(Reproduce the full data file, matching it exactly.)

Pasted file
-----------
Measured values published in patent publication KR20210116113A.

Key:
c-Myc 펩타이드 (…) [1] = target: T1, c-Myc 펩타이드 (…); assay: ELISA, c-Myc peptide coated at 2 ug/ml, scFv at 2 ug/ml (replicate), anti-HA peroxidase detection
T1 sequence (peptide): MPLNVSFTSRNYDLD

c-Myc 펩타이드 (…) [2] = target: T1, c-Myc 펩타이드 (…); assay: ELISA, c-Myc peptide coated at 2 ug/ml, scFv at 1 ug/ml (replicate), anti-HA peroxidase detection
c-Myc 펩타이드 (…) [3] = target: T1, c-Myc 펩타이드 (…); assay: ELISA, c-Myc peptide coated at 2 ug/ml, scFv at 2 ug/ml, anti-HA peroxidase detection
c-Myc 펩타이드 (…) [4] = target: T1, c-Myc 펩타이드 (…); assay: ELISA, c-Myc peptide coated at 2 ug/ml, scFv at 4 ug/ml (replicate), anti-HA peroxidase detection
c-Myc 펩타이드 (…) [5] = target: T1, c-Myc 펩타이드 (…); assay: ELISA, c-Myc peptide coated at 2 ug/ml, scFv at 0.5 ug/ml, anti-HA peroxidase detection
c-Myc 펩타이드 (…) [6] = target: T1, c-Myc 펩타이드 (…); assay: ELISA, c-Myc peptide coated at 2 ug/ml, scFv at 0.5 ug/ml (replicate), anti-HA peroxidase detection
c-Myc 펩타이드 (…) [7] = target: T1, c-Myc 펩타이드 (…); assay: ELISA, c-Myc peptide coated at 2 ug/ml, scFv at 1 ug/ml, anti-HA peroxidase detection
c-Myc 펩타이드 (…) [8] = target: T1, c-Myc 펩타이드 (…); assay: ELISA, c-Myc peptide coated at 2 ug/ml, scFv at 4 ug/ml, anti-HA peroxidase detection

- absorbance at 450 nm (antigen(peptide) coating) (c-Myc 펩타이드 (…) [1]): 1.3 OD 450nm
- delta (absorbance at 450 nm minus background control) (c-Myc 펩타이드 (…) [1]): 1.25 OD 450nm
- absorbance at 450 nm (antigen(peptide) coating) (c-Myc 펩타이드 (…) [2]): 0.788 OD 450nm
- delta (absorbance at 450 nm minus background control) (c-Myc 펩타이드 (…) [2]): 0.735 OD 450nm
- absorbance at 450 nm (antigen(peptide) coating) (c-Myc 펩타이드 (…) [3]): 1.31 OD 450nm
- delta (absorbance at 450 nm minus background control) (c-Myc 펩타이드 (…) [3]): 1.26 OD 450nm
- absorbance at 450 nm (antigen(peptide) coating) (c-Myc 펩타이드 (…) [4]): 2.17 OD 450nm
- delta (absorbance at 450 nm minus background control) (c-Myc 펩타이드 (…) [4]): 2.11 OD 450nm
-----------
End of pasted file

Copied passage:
Measured values published in patent publication KR20210116113A.

Key:
c-Myc 펩타이드 (…) [1] = target: T1, c-Myc 펩타이드 (…); assay: ELISA, c-Myc peptide coated at 2 ug/ml, scFv at 2 ug/ml (replicate), anti-HA peroxidase detection
T1 sequence (peptide): MPLNVSFTSRNYDLD

c-Myc 펩타이드 (…) [2] = target: T1, c-Myc 펩타이드 (…); assay: ELISA, c-Myc peptide coated at 2 ug/ml, scFv at 1 ug/ml (replicate), anti-HA peroxidase detection
c-Myc 펩타이드 (…) [3] = target: T1, c-Myc 펩타이드 (…); assay: ELISA, c-Myc peptide coated at 2 ug/ml, scFv at 2 ug/ml, anti-HA peroxidase detection
c-Myc 펩타이드 (…) [4] = target: T1, c-Myc 펩타이드 (…); assay: ELISA, c-Myc peptide coated at 2 ug/ml, scFv at 4 ug/ml (replicate), anti-HA peroxidase detection
c-Myc 펩타이드 (…) [5] = target: T1, c-Myc 펩타이드 (…); assay: ELISA, c-Myc peptide coated at 2 ug/ml, scFv at 0.5 ug/ml, anti-HA peroxidase detection
c-Myc 펩타이드 (…) [6] = target: T1, c-Myc 펩타이드 (…); assay: ELISA, c-Myc peptide coated at 2 ug/ml, scFv at 0.5 ug/ml (replicate), anti-HA peroxidase detection
c-Myc 펩타이드 (…) [7] = target: T1, c-Myc 펩타이드 (…); assay: ELISA, c-Myc peptide coated at 2 ug/ml, scFv at 1 ug/ml, anti-HA peroxidase detection
c-Myc 펩타이드 (…) [8] = target: T1, c-Myc 펩타이드 (…); assay: ELISA, c-Myc peptide coated at 2 ug/ml, scFv at 4 ug/ml, anti-HA peroxidase detection

- absorbance at 450 nm (antigen(peptide) coating) (c-Myc 펩타이드 (…) [1]): 1.3 OD 450nm
- delta (absorbance at 450 nm minus background control) (c-Myc 펩타이드 (…) [1]): 1.25 OD 450nm
- absorbance at 450 nm (antigen(peptide) coating) (c-Myc 펩타이드 (…) [2]): 0.788 OD 450nm
- delta (absorbance at 450 nm minus background control) (c-Myc 펩타이드 (…) [2]): 0.735 OD 450nm
- absorbance at 450 nm (antigen(peptide) coating) (c-Myc 펩타이드 (…) [3]): 1.31 OD 450nm
- delta (absorbance at 450 nm minus background control) (c-Myc 펩타이드 (…) [3]): 1.26 OD 450nm
- absorbance at 450 nm (antigen(peptide) coating) (c-Myc 펩타이드 (…) [4]): 2.17 OD 450nm
- delta (absorbance at 450 nm minus background control) (c-Myc 펩타이드 (…) [4]): 2.11 OD 450nm